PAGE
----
As ‘sexy’ as the SCS might seem in Western media, as ‘dry’ it can seem in the Chinese media context, where the most powerful words used in headlines are terms as ‘trust’, ‘harmony’ or ‘blacklist’, and where there are no dramatic images; occasionally there is a featured photo of officials having a meeting (to see more on how state media propagates the SCS through cartoons, click here).

A typical SCS-focused article in Chinese media.

This difference in the framing of SCS between Western publications and Chinese articles can also be seen in the specific words used in SCS-focused news stories.

The word clouds below show the most used words in three typical SCS articles from Western mainstream media (Independent, Guardian, and ABC), and three typical English-language Chinese state media articles on SCS (namely Global Times, Xinhua, and China Daily ).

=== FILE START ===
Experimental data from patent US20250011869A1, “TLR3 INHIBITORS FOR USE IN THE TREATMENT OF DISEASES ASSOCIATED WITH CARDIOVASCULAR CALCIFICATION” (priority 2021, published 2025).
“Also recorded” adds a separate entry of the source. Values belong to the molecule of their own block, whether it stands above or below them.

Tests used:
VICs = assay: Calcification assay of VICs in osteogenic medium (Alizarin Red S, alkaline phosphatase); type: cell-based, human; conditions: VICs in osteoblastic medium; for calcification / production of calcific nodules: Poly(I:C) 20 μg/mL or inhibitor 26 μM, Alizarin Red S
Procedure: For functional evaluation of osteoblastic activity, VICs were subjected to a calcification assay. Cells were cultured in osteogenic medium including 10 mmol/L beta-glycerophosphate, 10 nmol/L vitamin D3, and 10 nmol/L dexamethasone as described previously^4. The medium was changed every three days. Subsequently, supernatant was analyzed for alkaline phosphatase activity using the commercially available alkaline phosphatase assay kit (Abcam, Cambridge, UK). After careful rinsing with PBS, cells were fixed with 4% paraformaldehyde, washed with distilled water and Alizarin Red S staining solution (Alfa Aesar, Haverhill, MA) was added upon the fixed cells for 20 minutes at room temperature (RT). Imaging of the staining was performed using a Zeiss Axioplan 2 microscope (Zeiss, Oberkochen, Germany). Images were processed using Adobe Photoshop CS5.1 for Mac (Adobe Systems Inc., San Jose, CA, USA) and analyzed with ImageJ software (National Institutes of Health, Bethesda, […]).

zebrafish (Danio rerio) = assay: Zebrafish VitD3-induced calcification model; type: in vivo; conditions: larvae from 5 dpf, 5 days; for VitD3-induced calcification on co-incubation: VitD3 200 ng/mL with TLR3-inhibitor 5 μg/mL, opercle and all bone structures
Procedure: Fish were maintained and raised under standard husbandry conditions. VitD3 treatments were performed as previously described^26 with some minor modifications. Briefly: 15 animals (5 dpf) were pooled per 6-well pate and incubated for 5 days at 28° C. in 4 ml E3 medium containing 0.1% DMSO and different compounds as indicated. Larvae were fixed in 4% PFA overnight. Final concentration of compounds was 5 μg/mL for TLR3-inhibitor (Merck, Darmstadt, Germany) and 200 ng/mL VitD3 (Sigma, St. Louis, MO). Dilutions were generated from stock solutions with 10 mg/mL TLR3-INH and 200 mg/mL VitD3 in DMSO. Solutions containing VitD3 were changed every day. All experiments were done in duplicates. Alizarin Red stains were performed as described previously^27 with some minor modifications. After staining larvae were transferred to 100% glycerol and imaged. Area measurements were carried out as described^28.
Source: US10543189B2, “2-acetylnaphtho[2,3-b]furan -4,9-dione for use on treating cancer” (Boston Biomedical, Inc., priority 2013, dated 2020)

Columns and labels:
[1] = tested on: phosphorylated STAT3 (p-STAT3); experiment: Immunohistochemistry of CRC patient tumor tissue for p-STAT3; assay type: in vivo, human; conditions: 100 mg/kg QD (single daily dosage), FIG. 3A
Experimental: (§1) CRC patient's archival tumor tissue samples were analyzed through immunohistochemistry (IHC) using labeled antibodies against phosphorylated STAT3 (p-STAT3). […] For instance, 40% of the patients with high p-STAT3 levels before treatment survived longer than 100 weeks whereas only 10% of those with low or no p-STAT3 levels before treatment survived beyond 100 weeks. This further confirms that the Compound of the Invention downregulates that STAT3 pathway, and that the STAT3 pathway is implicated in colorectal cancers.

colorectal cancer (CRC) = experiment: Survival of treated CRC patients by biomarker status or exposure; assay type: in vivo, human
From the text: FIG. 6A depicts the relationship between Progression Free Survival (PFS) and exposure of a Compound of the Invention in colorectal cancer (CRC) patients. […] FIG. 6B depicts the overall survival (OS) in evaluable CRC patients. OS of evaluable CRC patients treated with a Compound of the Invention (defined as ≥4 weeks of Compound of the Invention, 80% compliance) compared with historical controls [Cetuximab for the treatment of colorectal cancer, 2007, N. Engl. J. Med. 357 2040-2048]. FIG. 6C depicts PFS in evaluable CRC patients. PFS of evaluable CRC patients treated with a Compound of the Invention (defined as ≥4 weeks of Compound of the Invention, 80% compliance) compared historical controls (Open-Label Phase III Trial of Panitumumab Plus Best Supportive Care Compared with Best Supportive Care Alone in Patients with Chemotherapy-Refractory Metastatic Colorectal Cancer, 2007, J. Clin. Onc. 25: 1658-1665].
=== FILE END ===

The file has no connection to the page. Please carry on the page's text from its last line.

Most common words in news articles discussing the social credit system in Western media (left) and English-language Chinese media (right). (By What’s on Weibo via wordart).

While there are many words overlapping between the two examples, the most-used words in these Western media sources (left) are words as ‘system’, ‘list’, ‘citizen’, ‘behaviour’, ‘score’, and ‘government’, whereas the Chinese state media sources (right) more commonly use words as ‘business’, ‘law’, ‘market’, and ‘build.’

Doing the same experiment with Chinese-language state media articles on the SCS (Sina News, People’s Daily, and Guangming Daily) shows that ‘trust’ or ‘credit’ (信用) and ‘building’ (建设) are among the most-used words, with terms such as ‘enjoy together’, ‘cooperate’, or ‘unite’ frequently popping up.